Me, Sign Language, & Failure
I am the young man on the left in the photograph. I was 16 years old - on stage with two amazing friends performing dance and sign language to the song "Three Guesses" (Henry Mancini - it's available on YouTube). Yes, that is a teenage Jimmy Broccoli in a bow tie, a vest, and with obviously dyed blondish long hair.
From age 15 - 18 I was very active in a local theatre group for children and teens. It was deaf theatre, though almost everyone within the group was hearing. We frequently performed locally (in Las Vegas, NV, USA and throughout Nevada) and occasionally toured the western United States - visiting California, Colorado, Utah, and other nearby states.
Upon joining the group, I was immediately drawn to ASL (American Sign Language). It's a physically expressive language that relies heavily on emotion, facial expressions, and hand movements. It's visual storytelling.
I practiced sign for hours - every day, for years. This dedication led me to teaching (at age 17) a 12-week ASL class for two dozen elementary school teachers. At the end of 12 weeks, every student was able to effectively sign a song of their choosing and understood the basics of sign and the rules and concepts that govern the language. It was an amazing experience for me and for the students (teachers).
I attended ASL college classes to improve my skills and was thrilled when the Arizona Board of Interpreters traveled to Las Vegas to provide a few of us with a certification exam. It was 100% visual and relied on my ability to sign well and to interpret the signs of a signer on video. If I were to pass the exam (and everyone knew I would), I'd be the youngest certified ASL interpreter in the United States. I was 18 years old.
I consider myself, at my current age, near emotionally bulletproof and not easily intimidated. At age 18, I was absolutely terrified when I entered the college room that led to the exam. 5 very polite and professional interpreters introduced themselves - and the exam began. I had trained, intensely, for 3 years for that exam. I was about to become the youngest certified ASL interpreter in the United States. The world was about to open itself up to me - opportunities in every direction.
But I panicked, performed poorly, and failed the exam. Of the 6 who tested, I was the only one to fail it (though I tested for the highest level of interpreter - level 4 - while the others tested at levels 1 and 2) - and I failed by 3 percentage points. I went into the exam as the most prepared, the most skilled, and the candidate everyone expected to pass. But I didn't pass and I didn't become the youngest certified interpreter in the country. It didn't happen and I never tested again.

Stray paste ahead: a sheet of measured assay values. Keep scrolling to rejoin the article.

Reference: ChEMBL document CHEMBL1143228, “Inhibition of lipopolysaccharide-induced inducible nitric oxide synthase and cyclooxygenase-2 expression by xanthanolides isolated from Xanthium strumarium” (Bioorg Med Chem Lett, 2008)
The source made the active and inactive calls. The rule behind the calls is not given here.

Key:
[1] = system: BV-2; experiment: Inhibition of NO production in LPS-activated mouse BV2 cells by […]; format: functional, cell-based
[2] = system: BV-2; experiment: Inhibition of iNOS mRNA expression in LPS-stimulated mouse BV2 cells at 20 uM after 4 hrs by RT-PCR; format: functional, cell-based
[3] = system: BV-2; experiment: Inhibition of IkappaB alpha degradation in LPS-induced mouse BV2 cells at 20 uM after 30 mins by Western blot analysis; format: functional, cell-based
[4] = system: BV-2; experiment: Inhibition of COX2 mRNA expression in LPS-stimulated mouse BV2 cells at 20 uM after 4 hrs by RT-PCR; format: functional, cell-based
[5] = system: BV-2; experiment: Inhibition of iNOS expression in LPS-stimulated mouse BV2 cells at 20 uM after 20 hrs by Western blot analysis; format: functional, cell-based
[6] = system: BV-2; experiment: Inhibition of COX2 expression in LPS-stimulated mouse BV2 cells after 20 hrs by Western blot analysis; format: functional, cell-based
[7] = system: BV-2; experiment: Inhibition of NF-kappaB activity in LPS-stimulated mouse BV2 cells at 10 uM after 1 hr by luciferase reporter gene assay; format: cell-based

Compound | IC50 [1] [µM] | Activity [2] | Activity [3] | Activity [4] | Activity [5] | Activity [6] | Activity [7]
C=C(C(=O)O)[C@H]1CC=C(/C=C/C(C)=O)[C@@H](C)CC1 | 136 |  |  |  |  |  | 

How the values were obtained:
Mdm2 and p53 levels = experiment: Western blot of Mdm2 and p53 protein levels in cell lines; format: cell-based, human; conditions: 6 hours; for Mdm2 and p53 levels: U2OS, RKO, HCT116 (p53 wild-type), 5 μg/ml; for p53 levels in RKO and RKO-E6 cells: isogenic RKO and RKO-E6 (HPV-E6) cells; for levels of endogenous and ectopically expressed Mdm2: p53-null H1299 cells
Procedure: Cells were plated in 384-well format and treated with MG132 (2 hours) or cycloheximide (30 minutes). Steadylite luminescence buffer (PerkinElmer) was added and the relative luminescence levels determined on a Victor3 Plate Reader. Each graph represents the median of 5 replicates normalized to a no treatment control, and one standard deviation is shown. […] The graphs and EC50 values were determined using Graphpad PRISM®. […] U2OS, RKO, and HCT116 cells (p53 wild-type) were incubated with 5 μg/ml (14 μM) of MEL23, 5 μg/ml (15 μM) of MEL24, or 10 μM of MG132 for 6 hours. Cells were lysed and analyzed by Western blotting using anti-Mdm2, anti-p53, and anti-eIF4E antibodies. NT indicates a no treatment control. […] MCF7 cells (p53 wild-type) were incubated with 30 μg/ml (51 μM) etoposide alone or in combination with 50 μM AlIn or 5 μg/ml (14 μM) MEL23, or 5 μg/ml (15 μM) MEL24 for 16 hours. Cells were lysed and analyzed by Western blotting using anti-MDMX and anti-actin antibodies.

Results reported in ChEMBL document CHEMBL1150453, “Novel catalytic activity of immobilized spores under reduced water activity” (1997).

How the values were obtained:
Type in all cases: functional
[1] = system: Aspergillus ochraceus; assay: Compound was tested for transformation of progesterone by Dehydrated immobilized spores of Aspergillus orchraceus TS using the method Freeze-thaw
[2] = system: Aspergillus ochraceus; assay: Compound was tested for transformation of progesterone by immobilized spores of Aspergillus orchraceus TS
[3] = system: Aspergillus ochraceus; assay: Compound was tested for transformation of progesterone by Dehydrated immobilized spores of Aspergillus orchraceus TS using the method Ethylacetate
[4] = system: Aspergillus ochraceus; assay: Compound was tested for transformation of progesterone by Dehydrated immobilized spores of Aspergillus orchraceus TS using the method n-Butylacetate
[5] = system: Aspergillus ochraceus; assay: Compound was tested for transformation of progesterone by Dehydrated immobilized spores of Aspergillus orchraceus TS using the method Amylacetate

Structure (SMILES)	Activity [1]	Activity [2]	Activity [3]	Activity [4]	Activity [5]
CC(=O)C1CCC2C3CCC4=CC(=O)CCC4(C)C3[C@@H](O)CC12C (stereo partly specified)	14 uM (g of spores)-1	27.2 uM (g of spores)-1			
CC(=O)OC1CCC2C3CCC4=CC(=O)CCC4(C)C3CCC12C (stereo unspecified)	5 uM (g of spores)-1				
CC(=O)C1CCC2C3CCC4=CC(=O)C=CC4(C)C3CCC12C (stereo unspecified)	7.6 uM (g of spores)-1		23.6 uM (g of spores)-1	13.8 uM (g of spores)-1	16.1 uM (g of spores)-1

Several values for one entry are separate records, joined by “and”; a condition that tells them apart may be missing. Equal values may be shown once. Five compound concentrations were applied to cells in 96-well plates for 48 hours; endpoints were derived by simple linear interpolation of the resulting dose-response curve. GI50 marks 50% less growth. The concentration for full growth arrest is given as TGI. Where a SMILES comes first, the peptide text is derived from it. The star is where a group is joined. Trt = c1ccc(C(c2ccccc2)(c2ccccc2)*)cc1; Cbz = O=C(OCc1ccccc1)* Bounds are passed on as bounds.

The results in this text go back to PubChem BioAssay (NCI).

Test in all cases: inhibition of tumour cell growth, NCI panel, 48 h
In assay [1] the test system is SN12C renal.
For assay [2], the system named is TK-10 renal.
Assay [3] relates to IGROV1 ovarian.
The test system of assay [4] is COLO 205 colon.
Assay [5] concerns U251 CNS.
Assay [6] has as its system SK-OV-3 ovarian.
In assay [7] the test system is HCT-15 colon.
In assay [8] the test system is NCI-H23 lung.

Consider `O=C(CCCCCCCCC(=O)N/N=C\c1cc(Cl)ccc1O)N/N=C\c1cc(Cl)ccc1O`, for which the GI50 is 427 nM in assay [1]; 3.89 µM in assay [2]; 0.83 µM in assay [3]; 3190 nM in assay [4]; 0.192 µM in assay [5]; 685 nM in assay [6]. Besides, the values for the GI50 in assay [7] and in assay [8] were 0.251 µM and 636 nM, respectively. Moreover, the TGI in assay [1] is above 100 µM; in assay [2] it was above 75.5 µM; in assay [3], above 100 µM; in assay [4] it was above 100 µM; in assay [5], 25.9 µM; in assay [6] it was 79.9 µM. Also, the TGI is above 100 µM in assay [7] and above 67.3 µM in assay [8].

I consider this experience one of the most important and life-altering in my life. I had become accustomed to succeeding. I learned faster than most, I spent the time to improve my skills, and I worked really hard on becoming one of the best. Getting knocked down and being told "no" was a powerful - and temporarily debilitating - lesson that I really needed to learn. After I walked out of the exam (in tears), I didn't sign again for a few years. If I couldn't be the best, I wanted nothing to do with it.
Then, during my 22nd year I, on a random day, began to sign to songs on the radio. I quickly realized I had lost none of my skill. I remembered almost everything I had learned as a teenager. And it was fun again. From that day forward, during staff meetings I would occasionally interpret for deaf employees at various jobs I held for the next several years - but never professional pursued interpreting again. It became a hobby - a really fun hobby I continue to share with the amazing friends I maintain from those early years.
Failure is an amazing lesson. And I'm so glad I learned it in early adulthood. It will knock you on your ass without a 3-second countdown. A powerful lesson I needed to learn at that time in my development. At the time, I was beyond devastated (and knew everyone was disappointed in me) - but now, I'm thankful for the experience.
In the photograph, I'm on the left - 16 years old, with hopes and dreams and expectations and ideals that would fill the oceans.
And I wouldn't change a thing.